It was directed at you, My Beloved Master, I was thinking of you. I will think of you and wait for you forever. May everyone in your life continue to show you so much loyalty.


AND THIS: (due to the economy and people losing their homes, the animal shelters are full. This shelter has constant ads for adoptable pets on craigslist, someone there really cares about the animals)

Owners Who Have Abandoned Their Pets (White Settlement Animal Shelter)
from craigslist | pets in fort worth

If you've surrendered your pet to the White Settlement Animal Shelter, you might want to go down there soon and tell it good-bye. The Shelter is over-flowing with dumped animals and we cannot possibly adopt out all that have been brought in. We volunteers spend countless hours and thousands of dollars trying to fix these broken animals--trying to pet and console them, cure their mange, doctor their wounds and heal their hearts. I hope you can sleep at night because we can't--So please just go and tell your once beloved pet goodbye as there is no way we can save them all. Just look at some of these faces--Sweet Dreams!!

Thursday, July 24, 2008

Craigslist and Pets

Found this on Craigslist, this so represents some of the people and their attitudes about pets -

Hello: You have reached 123-4567, Tender Hearts Rescue.
Due to the high volume of calls we have been receiving, please listen closely to the following options and choose the one that best describes you or your situation:

Press 1 if you have a 10-year-old dog and your 15-year-old son has suddenly become allergic and you need to find the dog a new home right away.

Press 2 if you are moving today and need to immediately place your 150 pound, 8-year-old dog.

Press 3 if you have three dogs, had a baby and want to get rid of your dogs because you are the only person in the world to have a baby and dogs at the same time.

Press 4 if you just got a brand new puppy and your old dog is having problems adjusting so you want to get rid of the old one right away.

Press 5 if your little puppy has grown up and is no longer small and cute and you want to trade it in for a new model.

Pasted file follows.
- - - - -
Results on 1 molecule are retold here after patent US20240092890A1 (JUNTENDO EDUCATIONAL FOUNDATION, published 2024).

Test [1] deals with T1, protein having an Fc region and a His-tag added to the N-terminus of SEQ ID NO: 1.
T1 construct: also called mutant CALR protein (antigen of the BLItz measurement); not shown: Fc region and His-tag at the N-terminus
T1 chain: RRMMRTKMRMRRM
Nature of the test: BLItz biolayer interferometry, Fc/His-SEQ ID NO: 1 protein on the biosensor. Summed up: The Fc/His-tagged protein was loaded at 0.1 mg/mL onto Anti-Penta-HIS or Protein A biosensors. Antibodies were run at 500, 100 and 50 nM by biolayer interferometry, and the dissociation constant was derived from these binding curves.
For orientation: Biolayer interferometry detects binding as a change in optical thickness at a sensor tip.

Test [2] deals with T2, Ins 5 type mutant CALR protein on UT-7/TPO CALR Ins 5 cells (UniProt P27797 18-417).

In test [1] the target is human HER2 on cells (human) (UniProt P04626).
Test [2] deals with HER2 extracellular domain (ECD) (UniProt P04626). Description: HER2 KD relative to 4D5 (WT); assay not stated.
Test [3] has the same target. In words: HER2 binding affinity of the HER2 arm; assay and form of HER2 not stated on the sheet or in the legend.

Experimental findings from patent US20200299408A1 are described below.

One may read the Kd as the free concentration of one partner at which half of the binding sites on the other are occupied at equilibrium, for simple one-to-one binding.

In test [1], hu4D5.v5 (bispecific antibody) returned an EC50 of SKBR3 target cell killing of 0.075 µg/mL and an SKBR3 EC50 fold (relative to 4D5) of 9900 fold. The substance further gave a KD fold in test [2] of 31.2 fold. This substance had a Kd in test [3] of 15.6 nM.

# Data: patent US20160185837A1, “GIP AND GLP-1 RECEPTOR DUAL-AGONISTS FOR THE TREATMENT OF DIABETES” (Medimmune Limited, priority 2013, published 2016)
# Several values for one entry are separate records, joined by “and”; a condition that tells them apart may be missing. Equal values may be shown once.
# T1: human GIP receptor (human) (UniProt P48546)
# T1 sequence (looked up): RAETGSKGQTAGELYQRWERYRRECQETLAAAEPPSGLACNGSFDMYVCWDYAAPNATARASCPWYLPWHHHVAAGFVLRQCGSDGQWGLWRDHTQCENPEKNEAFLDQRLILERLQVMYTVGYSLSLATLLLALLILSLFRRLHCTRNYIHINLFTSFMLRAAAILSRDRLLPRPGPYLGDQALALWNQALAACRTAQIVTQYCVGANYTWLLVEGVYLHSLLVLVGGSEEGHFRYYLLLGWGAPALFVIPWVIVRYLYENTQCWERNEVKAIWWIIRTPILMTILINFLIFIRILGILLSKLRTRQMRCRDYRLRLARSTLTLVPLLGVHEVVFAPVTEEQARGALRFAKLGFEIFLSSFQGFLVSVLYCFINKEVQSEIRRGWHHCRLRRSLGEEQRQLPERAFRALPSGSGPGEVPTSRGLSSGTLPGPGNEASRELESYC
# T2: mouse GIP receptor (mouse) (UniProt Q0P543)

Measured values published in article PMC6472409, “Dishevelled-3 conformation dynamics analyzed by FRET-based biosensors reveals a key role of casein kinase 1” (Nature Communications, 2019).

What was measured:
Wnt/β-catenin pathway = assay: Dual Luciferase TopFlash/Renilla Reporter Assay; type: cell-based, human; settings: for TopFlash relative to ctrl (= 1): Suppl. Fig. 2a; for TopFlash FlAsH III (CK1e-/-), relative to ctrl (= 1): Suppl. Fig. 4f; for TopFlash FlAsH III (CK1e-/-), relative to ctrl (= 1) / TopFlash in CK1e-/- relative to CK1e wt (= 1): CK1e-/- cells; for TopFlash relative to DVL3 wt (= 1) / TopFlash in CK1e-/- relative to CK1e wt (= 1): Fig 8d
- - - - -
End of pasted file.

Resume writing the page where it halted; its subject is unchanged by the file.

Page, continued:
Press 6 if you want an unpaid volunteer to come to your home TODAY and pick up the dog you no longer want.

Press 7 if you have been feeding and caring for a "stray" for the last three years, are moving and suddenly determine it's not your dog.

Press 8 if your dog is sick and needs a vet but you need the money for your vacation.

Press 9 if you are elderly and want to adopt a cute puppy who is not active and is going to outlive you.

Press 10 if your relative has died and you don't want to care for their elderly dog because it doesn't fit your lifestyle.

Press 11 if you are calling at 6 a.m. to make sure you wake me up before I have to go to work so you can drop a dog off on your way to work.

Press 12 to leave us an anonymous garbled message, letting us know you have left a dog in our yard in the middle of January, which is in fact, better than just leaving the dog with no message.

Press 13 if you are going to get angry because we are not going to take your dog that you have had for fifteen years, because it is not our responsibility.

Press 14 if you are going to threaten to take your ten year old dog to be euthanized because I won't take it.

Press 15 if you're going to get angry because the volunteers had the audacity to go on vacation and leave the dogs in care of a trusted volunteer who is not authorized to take your personal pet.

Press 16 if you want one of our PERFECTLY trained, housebroken, kid and cat friendly purebred dogs that we have an abundance of.

Press 17 if you want us to take your dog that has a slight aggression problem, i.e. has only bitten a few people and killed your neighbor's cats.

Press 18 if you have already called once and been told we don't take personal surrenders but thought you would get a different person this time with a different answer.

Press 19 if you want us to use space that would go to a stray to board your personal dog while you are on vacation, free of charge, of course.

Press 20 if it is Christmas Eve or Easter morning and you want me to deliver an eight week old puppy to your house by 6:30 am before your kids wake up.

Press 21 if you have bought your children a duckling, chick or baby bunny for Easter and it is now Christmas and no longer cute.

Press 22 if you want us to take your female dog who has already had ten litters, but we can't spay her because she is pregnant again and it is against your religion.

Press 23 if you're lying to make one of our younger volunteers feel bad and take your personal pet off your hands.

Press 24 if your cat is biting and not using the litter box because it is declawed, but are not willing to accept the responsibility that the cat's behavior is altered because of your nice furniture.

Press 25 if your two year old male dog is marking all over your house but you just haven't gotten around to having him neutered.

Press 26 if you previously had an outdoor only dog and are calling because she is suddenly pregnant.

Press 27 if you have done "everything" to housebreak your dog and have had no success but you don't want to crate the dog because it is cruel.